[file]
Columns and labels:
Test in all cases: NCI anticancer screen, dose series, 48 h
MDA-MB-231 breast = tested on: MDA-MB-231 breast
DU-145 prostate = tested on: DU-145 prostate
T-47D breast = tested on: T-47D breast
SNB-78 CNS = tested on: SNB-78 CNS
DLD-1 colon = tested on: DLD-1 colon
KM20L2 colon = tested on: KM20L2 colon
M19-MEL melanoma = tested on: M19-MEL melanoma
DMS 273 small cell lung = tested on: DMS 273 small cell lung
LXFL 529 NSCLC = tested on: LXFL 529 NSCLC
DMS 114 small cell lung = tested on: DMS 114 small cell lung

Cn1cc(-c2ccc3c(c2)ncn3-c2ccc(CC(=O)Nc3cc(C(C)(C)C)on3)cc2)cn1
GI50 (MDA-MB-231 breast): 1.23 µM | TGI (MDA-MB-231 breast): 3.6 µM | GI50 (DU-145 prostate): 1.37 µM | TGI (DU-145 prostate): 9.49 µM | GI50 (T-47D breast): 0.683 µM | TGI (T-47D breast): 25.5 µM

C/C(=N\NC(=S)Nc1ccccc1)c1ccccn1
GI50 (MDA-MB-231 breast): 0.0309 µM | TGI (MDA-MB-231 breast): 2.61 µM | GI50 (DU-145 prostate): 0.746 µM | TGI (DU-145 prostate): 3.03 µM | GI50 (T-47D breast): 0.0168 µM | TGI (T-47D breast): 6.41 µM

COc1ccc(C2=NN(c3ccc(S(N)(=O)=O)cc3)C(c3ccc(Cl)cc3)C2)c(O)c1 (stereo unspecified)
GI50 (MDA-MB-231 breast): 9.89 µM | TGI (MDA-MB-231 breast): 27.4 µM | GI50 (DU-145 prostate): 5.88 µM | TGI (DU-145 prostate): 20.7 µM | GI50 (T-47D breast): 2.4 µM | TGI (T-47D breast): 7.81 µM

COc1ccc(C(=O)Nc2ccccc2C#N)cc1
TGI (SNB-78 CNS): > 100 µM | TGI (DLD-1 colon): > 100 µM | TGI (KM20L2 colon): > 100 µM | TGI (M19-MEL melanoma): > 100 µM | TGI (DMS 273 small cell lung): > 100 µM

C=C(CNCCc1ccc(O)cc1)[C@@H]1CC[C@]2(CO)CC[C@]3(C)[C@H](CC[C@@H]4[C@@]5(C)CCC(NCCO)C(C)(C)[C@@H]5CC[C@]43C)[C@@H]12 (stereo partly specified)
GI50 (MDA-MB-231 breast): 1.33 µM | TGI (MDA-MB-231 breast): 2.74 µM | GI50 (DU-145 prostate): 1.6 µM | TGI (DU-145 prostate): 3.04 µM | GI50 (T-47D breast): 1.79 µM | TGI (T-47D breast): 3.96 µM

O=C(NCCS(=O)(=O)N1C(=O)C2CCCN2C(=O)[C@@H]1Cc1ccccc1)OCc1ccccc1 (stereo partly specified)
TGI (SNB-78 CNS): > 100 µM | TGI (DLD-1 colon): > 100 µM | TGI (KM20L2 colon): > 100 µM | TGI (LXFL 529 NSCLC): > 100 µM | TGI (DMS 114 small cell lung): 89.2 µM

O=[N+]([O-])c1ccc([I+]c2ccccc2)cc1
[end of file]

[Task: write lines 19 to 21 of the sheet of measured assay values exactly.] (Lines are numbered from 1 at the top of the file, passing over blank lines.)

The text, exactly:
COc1ccc(C(=O)Nc2ccccc2C#N)cc1
TGI (SNB-78 CNS): > 100 µM | TGI (DLD-1 colon): > 100 µM | TGI (KM20L2 colon): > 100 µM | TGI (M19-MEL melanoma): > 100 µM | TGI (DMS 273 small cell lung): > 100 µM

C=C(CNCCc1ccc(O)cc1)[C@@H]1CC[C@]2(CO)CC[C@]3(C)[C@H](CC[C@@H]4[C@@]5(C)CCC(NCCO)C(C)(C)[C@@H]5CC[C@]43C)[C@@H]12 (stereo partly specified)